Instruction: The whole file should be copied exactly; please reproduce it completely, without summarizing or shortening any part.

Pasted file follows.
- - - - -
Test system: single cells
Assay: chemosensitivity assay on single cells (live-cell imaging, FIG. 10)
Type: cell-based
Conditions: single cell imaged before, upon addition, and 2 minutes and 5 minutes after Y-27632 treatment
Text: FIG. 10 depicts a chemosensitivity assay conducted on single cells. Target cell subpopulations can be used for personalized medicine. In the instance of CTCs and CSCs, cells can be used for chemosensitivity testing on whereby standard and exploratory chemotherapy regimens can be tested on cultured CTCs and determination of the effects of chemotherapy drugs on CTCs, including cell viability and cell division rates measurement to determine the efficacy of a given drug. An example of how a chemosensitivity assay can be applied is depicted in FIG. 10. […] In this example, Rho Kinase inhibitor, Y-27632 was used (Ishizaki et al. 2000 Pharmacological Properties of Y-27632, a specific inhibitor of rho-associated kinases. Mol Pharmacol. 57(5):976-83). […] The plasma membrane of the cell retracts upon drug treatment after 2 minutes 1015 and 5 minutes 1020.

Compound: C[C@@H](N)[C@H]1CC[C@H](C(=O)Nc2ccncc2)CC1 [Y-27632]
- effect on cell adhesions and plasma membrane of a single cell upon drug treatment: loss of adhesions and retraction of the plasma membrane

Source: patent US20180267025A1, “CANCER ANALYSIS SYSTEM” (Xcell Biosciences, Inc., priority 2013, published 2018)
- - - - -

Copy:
Test system: single cells
Assay: chemosensitivity assay on single cells (live-cell imaging, FIG. 10)
Type: cell-based
Conditions: single cell imaged before, upon addition, and 2 minutes and 5 minutes after Y-27632 treatment
Text: FIG. 10 depicts a chemosensitivity assay conducted on single cells. Target cell subpopulations can be used for personalized medicine. In the instance of CTCs and CSCs, cells can be used for chemosensitivity testing on whereby standard and exploratory chemotherapy regimens can be tested on cultured CTCs and determination of the effects of chemotherapy drugs on CTCs, including cell viability and cell division rates measurement to determine the efficacy of a given drug. An example of how a chemosensitivity assay can be applied is depicted in FIG. 10. […] In this example, Rho Kinase inhibitor, Y-27632 was used (Ishizaki et al. 2000 Pharmacological Properties of Y-27632, a specific inhibitor of rho-associated kinases. Mol Pharmacol. 57(5):976-83). […] The plasma membrane of the cell retracts upon drug treatment after 2 minutes 1015 and 5 minutes 1020.

Compound: C[C@@H](N)[C@H]1CC[C@H](C(=O)Nc2ccncc2)CC1 [Y-27632]
- effect on cell adhesions and plasma membrane of a single cell upon drug treatment: loss of adhesions and retraction of the plasma membrane

Source: patent US20180267025A1, “CANCER ANALYSIS SYSTEM” (Xcell Biosciences, Inc., priority 2013, published 2018)